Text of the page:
The tween years are complicated — at that crucial range between 10 and 12 years old, your tween is still a child but quickly heading toward the teenage years. At this stage, children are deep in the trenches of the awkward middle school years, and at this time, they grow at different rates, begin to go through puberty, start to become curious about dating, and are toeing the line between being communicative children and disconnected teens.
Having a tween is like negotiating your way through a minefield, so in order to help you keep communication open with your child, we've come up with nine things that you should never say to your tween.
- "What were you thinking?" The thing is, even if we have a lot of faith in the examples we've set for our kids, they're going to make their own mistakes as a result of their surroundings, friends, and impulses. You can't protect your child from every mistake they make — they're at an age where what they need from you is guidance and acceptance, not constant accusations.
- "How was school/your day?" Asking this question — though your intentions are in the right place — is likely going to end up resulting in an automatic "good" or "fine" response. In order to really encourage open communication and trust, try something open-ended like, "Tell me about your day," or "Tell me the best thing you learned in school today." These inquiries require a thought-out answer and will inspire expanded communication.
- "If you spent half as much time studying as you did _____, you'd get better grades." We all want our children to do well in school, but within the tween stage, it is also important to empower your kids and help them to realize their worth. School isn't the only thing that children are meant to try to be good at and enjoy, so the more you support your child's hobbies and interests, the easier it will be to help them also make more of an effort with school in the same way.
- "It's not a big deal, just get over it." Assuming you don't know anything more about time machines than the rest of us, you went through this delicate time yourself. Whether the things that meant most during that time — like getting invited to a sleepover — matter to you now is irrelevant. Those things mattered to you back then, and they matter to your tween now. Don't make them feel like their personal struggles aren't valid.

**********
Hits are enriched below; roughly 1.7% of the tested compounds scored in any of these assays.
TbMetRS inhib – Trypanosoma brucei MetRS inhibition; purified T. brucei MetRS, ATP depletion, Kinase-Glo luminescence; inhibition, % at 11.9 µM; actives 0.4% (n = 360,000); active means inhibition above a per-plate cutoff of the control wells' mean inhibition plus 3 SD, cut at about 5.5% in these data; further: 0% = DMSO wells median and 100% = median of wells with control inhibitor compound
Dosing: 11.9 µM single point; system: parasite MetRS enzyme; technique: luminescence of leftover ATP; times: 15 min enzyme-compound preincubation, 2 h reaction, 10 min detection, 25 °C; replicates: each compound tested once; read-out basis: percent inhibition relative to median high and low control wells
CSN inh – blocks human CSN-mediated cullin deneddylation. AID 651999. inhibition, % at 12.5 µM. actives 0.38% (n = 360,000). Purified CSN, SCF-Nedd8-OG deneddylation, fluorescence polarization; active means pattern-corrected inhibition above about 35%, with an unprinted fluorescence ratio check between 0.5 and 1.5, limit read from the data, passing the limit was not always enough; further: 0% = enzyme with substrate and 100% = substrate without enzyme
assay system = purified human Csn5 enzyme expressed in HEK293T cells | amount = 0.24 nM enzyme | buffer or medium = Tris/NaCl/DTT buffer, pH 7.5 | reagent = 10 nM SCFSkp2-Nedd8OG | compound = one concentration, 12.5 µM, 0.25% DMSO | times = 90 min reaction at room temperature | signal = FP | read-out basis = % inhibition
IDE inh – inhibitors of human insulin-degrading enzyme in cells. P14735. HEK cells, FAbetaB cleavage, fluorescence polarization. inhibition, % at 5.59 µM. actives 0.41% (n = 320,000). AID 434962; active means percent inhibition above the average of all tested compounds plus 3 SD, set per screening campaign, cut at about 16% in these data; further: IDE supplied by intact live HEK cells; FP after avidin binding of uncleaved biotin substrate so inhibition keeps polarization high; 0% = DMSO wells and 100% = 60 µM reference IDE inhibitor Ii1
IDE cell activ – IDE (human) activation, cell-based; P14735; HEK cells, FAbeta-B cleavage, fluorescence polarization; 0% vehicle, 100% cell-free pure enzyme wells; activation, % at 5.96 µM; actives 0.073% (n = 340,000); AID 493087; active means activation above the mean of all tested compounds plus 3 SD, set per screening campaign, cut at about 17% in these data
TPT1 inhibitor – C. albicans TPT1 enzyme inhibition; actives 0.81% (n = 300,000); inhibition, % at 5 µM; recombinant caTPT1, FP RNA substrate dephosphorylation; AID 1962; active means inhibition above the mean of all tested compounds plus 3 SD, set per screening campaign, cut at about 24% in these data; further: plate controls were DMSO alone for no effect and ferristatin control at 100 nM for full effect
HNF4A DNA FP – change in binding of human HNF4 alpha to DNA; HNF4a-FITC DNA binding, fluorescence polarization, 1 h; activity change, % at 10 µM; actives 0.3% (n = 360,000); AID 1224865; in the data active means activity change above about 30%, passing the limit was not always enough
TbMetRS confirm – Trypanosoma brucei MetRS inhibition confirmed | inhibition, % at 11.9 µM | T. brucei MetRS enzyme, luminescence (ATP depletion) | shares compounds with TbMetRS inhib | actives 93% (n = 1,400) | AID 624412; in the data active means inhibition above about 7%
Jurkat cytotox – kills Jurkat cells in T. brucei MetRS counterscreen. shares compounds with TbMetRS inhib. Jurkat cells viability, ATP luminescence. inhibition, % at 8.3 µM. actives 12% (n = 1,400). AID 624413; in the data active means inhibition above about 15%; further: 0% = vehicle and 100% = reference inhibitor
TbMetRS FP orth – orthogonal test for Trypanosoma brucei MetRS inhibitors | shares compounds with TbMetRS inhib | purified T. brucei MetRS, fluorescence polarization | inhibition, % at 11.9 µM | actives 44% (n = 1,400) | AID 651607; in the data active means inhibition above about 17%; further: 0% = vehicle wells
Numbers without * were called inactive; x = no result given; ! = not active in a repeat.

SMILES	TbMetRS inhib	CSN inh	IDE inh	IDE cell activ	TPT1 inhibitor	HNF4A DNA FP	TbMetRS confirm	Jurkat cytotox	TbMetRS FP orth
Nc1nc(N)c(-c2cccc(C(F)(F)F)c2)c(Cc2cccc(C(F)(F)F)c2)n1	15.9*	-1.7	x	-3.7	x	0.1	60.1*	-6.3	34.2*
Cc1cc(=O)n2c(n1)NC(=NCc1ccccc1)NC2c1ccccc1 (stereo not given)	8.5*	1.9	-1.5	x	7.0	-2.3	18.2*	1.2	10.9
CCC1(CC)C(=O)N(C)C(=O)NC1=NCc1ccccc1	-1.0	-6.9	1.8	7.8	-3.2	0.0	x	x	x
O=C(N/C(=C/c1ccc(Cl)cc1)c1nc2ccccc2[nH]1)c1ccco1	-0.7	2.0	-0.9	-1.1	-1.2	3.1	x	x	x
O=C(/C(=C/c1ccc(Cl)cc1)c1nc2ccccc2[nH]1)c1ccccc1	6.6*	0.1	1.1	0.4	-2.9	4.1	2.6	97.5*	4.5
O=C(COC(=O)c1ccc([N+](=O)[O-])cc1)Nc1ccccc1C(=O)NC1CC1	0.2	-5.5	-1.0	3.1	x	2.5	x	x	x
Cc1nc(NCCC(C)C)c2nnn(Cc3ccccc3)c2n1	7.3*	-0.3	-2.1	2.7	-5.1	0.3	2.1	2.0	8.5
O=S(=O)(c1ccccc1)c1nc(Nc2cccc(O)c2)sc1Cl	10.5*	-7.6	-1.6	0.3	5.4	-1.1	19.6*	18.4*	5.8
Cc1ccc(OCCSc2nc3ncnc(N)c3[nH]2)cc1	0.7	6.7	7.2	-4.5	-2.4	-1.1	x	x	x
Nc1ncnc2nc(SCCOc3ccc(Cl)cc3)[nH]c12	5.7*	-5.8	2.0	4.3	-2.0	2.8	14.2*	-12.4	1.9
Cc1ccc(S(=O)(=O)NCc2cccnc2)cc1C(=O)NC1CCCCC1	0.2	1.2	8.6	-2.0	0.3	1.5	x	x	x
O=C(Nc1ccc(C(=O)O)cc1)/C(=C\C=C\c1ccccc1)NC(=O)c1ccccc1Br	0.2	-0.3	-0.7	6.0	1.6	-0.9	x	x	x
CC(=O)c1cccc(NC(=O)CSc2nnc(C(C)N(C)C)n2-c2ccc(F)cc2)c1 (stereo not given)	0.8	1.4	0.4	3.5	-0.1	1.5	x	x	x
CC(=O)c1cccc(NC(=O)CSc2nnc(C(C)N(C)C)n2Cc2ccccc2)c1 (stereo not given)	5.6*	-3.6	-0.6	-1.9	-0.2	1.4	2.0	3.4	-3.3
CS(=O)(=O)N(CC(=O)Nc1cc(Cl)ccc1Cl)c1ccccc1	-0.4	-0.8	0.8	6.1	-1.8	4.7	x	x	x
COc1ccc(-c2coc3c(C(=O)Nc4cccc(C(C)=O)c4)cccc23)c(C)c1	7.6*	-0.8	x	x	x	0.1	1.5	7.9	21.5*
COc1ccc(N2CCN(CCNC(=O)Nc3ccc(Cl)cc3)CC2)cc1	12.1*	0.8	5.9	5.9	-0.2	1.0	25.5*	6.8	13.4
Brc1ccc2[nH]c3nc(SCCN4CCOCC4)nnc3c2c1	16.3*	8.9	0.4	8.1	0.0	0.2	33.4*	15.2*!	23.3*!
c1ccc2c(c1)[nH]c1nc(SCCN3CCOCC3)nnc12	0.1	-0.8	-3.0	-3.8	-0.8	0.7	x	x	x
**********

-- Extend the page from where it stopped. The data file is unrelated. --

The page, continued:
- "No one will want to be friends with you if you do that." At this phase of their lives, having friends and being well liked is one of the most important things to get right. When you use your child's behaviors against them, don't expect your shaming to result in good or changed behavior — it will probably result in tears, anger, or anxiety on their part.
- "You shouldn't eat that if you want to get asked to the dance." Anything along the lines of how they eat or how they dress in relation to popularity or dating is going to directly impact their self-esteem during these years (when body image issues really start to manifest themselves). We want our children to be proud of their bodies, but media influences and friends will likely cause your tween to judge themselves — these are touchy subjects that should be approached with tenderness.
- "Is he/she your boyfriend/girlfriend?" Sure, you may say it with silly curiosity — and maybe a playful nudge of the elbow — when your child mentions a classmate, but at this age, assuming that just because your child is talking about someone means that they want to date them can be a bit awkward. A tween figuring out what they want is difficult enough without you getting curious every time they mention a friend's name. If you want them to talk to you about this stuff, don't put pressure on them — they'll likely come to you in the end.
- "I'm not talking about this right now." This is like parent code for "I don't want to deal with rejecting your request right now." Rather than saying a variation of this and dismissing your tween when they're trying to talk to you, give them a reason as to why you can't discuss something with them at present. Letting them know that you will address whatever it is they want to talk about later will let them know that what they want to talk about matters to you.
- "Because I said so." Think back to your mother saying this to you — it was the most frustrating response no matter what was being discussed. Saying this can make your tween feel like they have absolutely no authority to make a decision for themselves. Providing your child with reasoning for why you "say so" doesn't diminish the authority you have as the parent; it just gives your child a bit of insight into what you're thinking and how you made your decision.